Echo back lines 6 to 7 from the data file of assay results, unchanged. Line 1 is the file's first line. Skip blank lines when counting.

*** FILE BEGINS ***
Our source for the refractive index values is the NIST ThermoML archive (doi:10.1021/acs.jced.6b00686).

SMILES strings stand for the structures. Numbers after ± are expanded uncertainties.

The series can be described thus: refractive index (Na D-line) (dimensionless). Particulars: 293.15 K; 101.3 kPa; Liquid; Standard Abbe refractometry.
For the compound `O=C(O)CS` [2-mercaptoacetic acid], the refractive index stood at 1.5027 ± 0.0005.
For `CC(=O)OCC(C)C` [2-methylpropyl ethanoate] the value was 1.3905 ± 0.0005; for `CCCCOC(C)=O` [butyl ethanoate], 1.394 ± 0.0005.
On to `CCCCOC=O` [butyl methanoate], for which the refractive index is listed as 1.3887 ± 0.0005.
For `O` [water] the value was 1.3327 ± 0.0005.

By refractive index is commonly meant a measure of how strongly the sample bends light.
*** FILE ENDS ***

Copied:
On to `CCCCOC=O` [butyl methanoate], for which the refractive index is listed as 1.3887 ± 0.0005.
For `O` [water] the value was 1.3327 ± 0.0005.